- Speaking of commercial, Rose’s Grenadine is the ready-made brand you’re most likely to find in grocery stores. Unlike Rose’s Lime Juice — which is superb in its own way, and necessary for making a proper Gimlet Cocktail — Rose’s Grenadine just isn’t very good, in my opinion.
- If you really want to buy ready-made grenadine, Sonoma Syrup Company does sell an excellent one, but it’s a bit pricy.
Using Your Homemade Grenadine
Once you have Homemade Grenadine in the refrigerator, you’ll find lots of uses for it. It makes a terrific sauce for ice cream. Topping vanilla ice cream with grenadine is a no brainer — it looks so pretty! But grenadine’s flavor also works well with cherry or chocolate ice cream. I suspect you can find many more flavors to combine it with.
You can also use it as a “dipping” sauce for cakes or brownies. Or serve it with cheesecake.
Grenadine is a natural in nonalcoholic drinks, where it adds color, flavor, and sweetness. (Need to mix up a Shirley Temple? Here’s the quick recipe: Pour ginger ale or lemon-lime soda into glass, add a splash of grenadine, and garnish with a maraschino cherry.) For a more adult nonalcoholic drink, add half an ounce or so of grenadine to a tall glass of iced tonic water or lemonade. Grenadine is also good in tea (iced or hot).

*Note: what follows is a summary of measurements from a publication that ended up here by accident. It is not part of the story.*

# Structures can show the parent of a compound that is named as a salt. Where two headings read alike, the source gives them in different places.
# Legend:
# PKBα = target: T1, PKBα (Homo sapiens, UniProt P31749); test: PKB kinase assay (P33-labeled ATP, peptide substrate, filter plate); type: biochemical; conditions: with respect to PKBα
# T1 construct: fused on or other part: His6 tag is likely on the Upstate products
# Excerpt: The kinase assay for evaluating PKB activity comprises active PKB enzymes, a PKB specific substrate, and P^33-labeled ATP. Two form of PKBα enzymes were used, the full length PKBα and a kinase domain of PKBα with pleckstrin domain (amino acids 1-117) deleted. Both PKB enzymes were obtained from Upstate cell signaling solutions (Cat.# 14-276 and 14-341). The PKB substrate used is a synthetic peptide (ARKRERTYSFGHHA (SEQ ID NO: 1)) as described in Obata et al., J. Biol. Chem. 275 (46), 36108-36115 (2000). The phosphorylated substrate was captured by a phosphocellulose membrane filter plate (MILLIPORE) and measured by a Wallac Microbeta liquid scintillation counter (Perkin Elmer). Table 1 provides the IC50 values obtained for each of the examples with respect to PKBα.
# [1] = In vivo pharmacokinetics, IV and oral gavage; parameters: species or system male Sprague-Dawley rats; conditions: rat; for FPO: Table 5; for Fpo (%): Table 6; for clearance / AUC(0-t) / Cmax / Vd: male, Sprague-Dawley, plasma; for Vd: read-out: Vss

But grenadine is probably best known as an ingredient for cocktails — including some we’ll be featuring as our Summer Sippin’ Series continues. For example, it’s what puts the “sunrise” in the Tequila Sunrise. You can read about that drink later this week — just in time for July 24. Which, in case you didn’t know, is National Tequila Day. I kid you not.
And you’ll be ready for it!
You may also enjoy reading about:
Easy Peach Cobbler
Chocolate Drop Cookies
Gin and Tonic
This is very interesting. I've never purchased grenadine, but my aunt used to make cocktails with it all the time. I'm sure she bought it from the store. I like your version much, much better. The stuff they put in our store purchased foods these days can be pretty scary. You really have to be a label reader don't you. I'm glad you are. :)
I love grenadine syrup! Your photos are gorgeous!!!!
Hi Mother Rimmy, grenadine really has a nice flavor. If you like pomegranate, it's worth making just to try it. I'm going to be featuring it in cocktails, but it works well in desserts too. Last night we had chocolate brownies and vanilla ice cream for dessert with a grenadine garnish - really yummy. Thanks for your comment.